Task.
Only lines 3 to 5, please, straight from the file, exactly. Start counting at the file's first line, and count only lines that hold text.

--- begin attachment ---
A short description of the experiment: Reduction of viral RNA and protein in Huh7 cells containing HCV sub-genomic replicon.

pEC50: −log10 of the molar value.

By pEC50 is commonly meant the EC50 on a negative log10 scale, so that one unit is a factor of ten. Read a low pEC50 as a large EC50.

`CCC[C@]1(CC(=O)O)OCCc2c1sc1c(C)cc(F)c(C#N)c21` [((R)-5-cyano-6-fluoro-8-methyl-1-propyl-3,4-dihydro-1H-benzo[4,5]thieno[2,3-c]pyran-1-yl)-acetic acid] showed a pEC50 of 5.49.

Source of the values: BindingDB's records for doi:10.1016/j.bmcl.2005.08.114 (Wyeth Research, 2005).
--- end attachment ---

By pEC50 is commonly meant the EC50 on a negative log10 scale, so that one unit is a factor of ten. Read a low pEC50 as a large EC50.

`CCC[C@]1(CC(=O)O)OCCc2c1sc1c(C)cc(F)c(C#N)c21` [((R)-5-cyano-6-fluoro-8-methyl-1-propyl-3,4-dihydro-1H-benzo[4,5]thieno[2,3-c]pyran-1-yl)-acetic acid] showed a pEC50 of 5.49.

Source of the values: BindingDB's records for doi:10.1016/j.bmcl.2005.08.114 (Wyeth Research, 2005).